to the National Governors' Association are demanding that the government take better account of the conse- quences of proposed regulations before implementing them. This amendment was first offered last year by Senator Johnston to the bill to give the EPA Cabinet-level status. Even though it passed the Senate on a 95 to 3 vote, the Administration and the House Democratic leadership vehemently opposed the amendment's inclusion in the House EPA bill. In re s ponse, Repre- sentative Mica and Representative Karen Thurman (D-FL), were able to fight successfully on the House floor to block consideration of the entire bill. Most recently, the Senate voted 90 to 8 during consideration of the Safe Drinking Water Act to adopt a compromise version of the Johnston amendment. The Paperwork Reduction Act Amendments (S. 560/H.R. 962) was introduced by Senators Sam Nunn (D- GA) and John Danforth (R-MO), and Representatives William Clinger (R-PA) and Norman Sisisky (D-VA). T h is legislation would strengthen the Paperwork Reduction Act, signed into law in 1980 by President Carter. That Act established the Office of Information and Regulatory Affairs (OIRA) within the Office of Manage- ment and Budget (OMB) as the traffic cop fo r government red tape. Congress has failed since 1989 to reauthorize the OIRA and the Paperwork Reduction Act. The major ob- stacles to reauthorization have centered on disputes between the executive branch and the Chairmen of the House and Senate Governme n t Affairs Committees over the extent of executive branch authority to review federal agency regulations and paperwork requirements. However, faced with strong support from the Na- tional Governors' Association, the Chamber of Commerce, the National Federa t ion of Independent Business, and at least 70 other taxpayer, trade, and citizen organizations, Senator Glenn is trying to work out his differ- ences with the Nunn bill and ready it for Senate floor action. The Regulatory Flexibility Analysis Act (H.R. 930 ) has been introduced by Representative Thomas Ewing (R- EL.), and a similar bill (S. 165) by Senator Malcolm Wallop (R-AFY). The Regulatory Flexibility Act (RFA) was adopted in 1980 to require federal agencies to evaluate the impact of proposed regulation s on small busi- nesses and other small entities such as small towns and governments. Problems have arisen with the Act, however. For one thing, federal agencies, such as the Internal Revenue Service, fail to perform the evalu- ations. For another, the 198 0 law prohibits judicial review of regulations that fail to comply with the RFA. Changes to the RFA to correct these problems have been proposed for over eight years and are strongly supported by small business groups and the National Association of Towns a nd Townships. But other than hearings in the Small Business Committees, Congress had not taken significant action until Senator Wallop successMy offered his amendment to S. 4, the Senate Competitiveness Act, defeating an effort to kill the amendment on a 6 7 to 31 vote. Despite the support from the Small Business Administration and an endorse- ment in Vice President Gore's Reinventing Government Report, the Clinton Administration opposed the amendment. SA is now waiting action in a House-Senate conference c o mmittee. Representative Ewing's bill now has 251 cosponsors. The Private Property Rights Act (S. 177/H.R. 385) was introduced by Senators Robert Dole (R-KS) and Howell Heft (D-AL), and Representative Gerald Solomon (R-NY). This legislation codifies the "t a kings order," signed by President Ronald Reagan in 1988 to protect fifth amendment private property rights. It requires that proposed regulations be reviewed for their impact on private property rights. This legislation represents only a modest step forwa r d in controlling the government's growing abuse of private property rights, and is just one of the noteworthy property rights proposals introduced in Con$ress. However, it was successfully offered by Senator Dole to the Senate Safe Drinking Water Amendmen t s Act, despite strong opposition from the environmental community. The adoption of this amendment by the Senate is a sip of the growing power of the grass-roots property rights movernent. None of these proposals has yet been enacted into law. But for the f irst time in years, these regulatory relief measures are moving through the legislative process, and lawmakers concerned about the growing burden of regu- lation would be wise to support them. At last, the growing anger among the American people at excess ive red tape is causing Congress and the White House to take notice and act. Susan M. Eckerly Deputy Director of Domestic Policy Studies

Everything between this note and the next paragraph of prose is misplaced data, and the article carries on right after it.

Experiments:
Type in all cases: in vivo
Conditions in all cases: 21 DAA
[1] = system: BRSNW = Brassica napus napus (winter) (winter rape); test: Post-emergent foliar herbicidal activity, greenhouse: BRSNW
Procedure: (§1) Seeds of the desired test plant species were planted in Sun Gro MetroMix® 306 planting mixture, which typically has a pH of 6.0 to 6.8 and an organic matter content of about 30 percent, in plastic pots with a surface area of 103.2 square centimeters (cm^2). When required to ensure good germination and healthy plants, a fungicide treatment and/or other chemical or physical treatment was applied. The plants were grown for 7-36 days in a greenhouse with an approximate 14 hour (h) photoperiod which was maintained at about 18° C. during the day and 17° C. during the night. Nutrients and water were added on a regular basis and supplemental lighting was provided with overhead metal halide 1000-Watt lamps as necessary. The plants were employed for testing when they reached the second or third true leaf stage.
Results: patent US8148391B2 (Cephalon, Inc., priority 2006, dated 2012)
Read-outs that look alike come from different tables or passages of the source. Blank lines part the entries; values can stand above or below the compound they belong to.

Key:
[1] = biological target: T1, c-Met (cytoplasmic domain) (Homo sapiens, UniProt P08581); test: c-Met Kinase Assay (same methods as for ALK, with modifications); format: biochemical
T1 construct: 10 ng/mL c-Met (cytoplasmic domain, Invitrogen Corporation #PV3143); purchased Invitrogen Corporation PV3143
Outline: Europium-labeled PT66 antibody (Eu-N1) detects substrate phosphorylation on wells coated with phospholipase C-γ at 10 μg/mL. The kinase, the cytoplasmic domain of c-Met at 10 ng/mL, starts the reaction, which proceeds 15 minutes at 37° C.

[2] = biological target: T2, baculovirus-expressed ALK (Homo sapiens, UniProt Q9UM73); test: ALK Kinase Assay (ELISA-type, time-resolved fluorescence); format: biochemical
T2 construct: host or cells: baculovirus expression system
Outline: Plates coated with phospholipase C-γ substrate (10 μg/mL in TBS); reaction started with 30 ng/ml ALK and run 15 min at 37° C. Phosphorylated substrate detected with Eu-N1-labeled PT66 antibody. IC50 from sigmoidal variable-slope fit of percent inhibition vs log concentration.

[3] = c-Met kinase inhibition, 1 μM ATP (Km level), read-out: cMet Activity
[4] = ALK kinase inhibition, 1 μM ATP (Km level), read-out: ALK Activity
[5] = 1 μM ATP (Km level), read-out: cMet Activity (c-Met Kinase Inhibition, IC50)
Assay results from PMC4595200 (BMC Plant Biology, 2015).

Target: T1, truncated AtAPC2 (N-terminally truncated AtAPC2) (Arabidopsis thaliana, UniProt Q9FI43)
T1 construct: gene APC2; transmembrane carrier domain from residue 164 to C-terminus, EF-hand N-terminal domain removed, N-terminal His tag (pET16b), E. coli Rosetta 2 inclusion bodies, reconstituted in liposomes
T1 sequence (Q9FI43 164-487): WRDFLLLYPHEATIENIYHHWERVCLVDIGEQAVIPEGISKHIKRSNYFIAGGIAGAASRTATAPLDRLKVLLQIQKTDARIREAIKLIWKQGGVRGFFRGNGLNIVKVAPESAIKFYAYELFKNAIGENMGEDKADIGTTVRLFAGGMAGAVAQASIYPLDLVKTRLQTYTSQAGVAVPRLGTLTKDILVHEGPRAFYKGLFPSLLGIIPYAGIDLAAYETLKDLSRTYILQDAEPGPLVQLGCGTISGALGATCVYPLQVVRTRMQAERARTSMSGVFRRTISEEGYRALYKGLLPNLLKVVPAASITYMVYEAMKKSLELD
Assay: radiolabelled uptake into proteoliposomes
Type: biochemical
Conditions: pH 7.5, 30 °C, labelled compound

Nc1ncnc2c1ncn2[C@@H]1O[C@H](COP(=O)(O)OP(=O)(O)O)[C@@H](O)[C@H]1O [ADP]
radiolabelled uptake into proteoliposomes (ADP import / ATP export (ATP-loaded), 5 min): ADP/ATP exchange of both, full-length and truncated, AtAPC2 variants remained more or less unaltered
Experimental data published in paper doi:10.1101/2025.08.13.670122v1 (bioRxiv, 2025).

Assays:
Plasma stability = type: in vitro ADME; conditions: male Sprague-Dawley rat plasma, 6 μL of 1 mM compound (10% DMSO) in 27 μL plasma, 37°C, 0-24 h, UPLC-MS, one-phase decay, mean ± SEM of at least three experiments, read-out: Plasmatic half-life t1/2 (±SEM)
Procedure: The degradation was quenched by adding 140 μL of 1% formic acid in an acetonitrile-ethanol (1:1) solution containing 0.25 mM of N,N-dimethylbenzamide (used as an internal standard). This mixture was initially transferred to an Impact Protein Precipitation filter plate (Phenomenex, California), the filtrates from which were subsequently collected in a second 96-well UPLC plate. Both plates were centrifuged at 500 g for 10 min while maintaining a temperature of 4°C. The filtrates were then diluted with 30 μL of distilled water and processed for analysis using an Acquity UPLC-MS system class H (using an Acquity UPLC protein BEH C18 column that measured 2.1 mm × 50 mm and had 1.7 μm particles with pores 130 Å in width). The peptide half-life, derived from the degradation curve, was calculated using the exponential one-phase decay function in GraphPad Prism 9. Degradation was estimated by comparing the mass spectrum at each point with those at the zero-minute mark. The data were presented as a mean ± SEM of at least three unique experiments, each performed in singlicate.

Susan M.